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Marathon Co. ginseng farmers differ on views of US-China trade warSubmitted: 07/09/2019
Dan Hagen
Dan Hagen
Reporter/Anchor
dhagen@wjfw.com

Marathon Co. ginseng farmers differ on views of US-China trade war
MARATHON CO. - Joe Heil usually grow 320 acres of ginseng, but because of the trade war with China, he's only growing 200 acres.

"If the prices go any lower we're going to be losing money," said Heil.

Wednesday, he finished planting 120 acres of hemp.

"Just felt there was an opportunity with hemp," said Heil. "Did a lot of reading about it, did a lot of traveling this winter learning about it."

Heil has never grown hemp before, but felt it was necessary. He also thinks President Trump's tough on restricting trade with China stance is necessary.

"When the whole trade agreement was set up with China, I'm not really sure where the consideration was for having no tax [on China's ginseng] coming here but [our ginseng] having a high tax going into China," said Heil. "If we pay 10 percent getting into China, then Chinese ginseng coming into the U.S. should be 10 percent. It's pretty simple."


Will Hsu of Hsu's Ginseng said the trade war has only hurt the ginseng industry and wants it to end.
"Chinese people have always been willing to pay a premium for American ginseng," said Hsu. "The problem is now they're having to pay a premium that's 30, 40, 50 percent more than what it was in the past."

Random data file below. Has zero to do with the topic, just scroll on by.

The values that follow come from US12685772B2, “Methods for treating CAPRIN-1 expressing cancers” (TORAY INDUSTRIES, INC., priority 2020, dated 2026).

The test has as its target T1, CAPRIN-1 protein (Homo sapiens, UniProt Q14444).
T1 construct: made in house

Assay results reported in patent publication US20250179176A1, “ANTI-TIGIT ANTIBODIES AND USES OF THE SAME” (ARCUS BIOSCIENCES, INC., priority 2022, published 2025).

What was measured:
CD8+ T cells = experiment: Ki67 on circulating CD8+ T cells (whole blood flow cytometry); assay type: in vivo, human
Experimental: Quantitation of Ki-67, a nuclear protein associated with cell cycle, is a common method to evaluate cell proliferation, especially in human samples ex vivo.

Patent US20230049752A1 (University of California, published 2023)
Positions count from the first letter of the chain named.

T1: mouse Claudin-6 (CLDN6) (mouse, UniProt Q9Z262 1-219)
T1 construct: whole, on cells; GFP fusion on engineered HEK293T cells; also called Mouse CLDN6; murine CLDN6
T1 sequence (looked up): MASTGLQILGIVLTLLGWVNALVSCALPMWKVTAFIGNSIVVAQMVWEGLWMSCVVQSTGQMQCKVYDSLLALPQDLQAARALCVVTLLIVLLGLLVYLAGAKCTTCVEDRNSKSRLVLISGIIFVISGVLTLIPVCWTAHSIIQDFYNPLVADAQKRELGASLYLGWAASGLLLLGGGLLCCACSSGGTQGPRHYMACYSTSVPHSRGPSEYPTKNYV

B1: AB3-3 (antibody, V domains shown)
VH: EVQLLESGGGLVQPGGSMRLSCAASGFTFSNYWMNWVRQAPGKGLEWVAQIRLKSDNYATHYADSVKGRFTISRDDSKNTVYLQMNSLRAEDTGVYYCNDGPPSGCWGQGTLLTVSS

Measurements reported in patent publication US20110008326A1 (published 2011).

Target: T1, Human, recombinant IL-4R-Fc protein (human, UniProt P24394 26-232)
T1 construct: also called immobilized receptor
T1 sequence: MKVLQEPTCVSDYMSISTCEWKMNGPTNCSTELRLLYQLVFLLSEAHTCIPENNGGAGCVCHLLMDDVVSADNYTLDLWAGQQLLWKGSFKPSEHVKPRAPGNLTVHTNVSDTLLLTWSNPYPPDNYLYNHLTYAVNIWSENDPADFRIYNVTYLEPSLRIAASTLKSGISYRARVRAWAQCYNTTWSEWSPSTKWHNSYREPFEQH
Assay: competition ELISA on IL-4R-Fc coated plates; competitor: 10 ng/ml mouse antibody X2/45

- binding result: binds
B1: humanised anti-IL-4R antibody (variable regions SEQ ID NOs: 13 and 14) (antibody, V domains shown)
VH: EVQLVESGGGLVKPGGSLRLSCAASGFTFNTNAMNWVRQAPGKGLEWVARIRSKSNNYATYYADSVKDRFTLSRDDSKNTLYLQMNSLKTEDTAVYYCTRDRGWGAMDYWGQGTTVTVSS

That problem has led to Hsu losing more than 10 members of his staff this year.

Two ginseng farmers in Marathon County, including Heil, have started growing hemp. But Hsu said he will stick to what his family has grown for forty years.

"This is what we want to do, we're good at growing ginseng," said Hsu. "We want to sell this product, we know that we can sell this product. It's just that tariffs make it harder for us to sell this product for consumers who want it."

Heil is breaking even on selling ginseng this season. He has faith that the President's tough stance with China will lead to a level playing field down the road now. But right now, he said he could use some help from the administration.

"The overall economy everywhere else is doing really well," said Heil. "The agricultural sector is really what's taking a hit right now so maybe they can give us some help to offset the pressure that we're getting."

President Trump's team plans to resume trade talks this week. 


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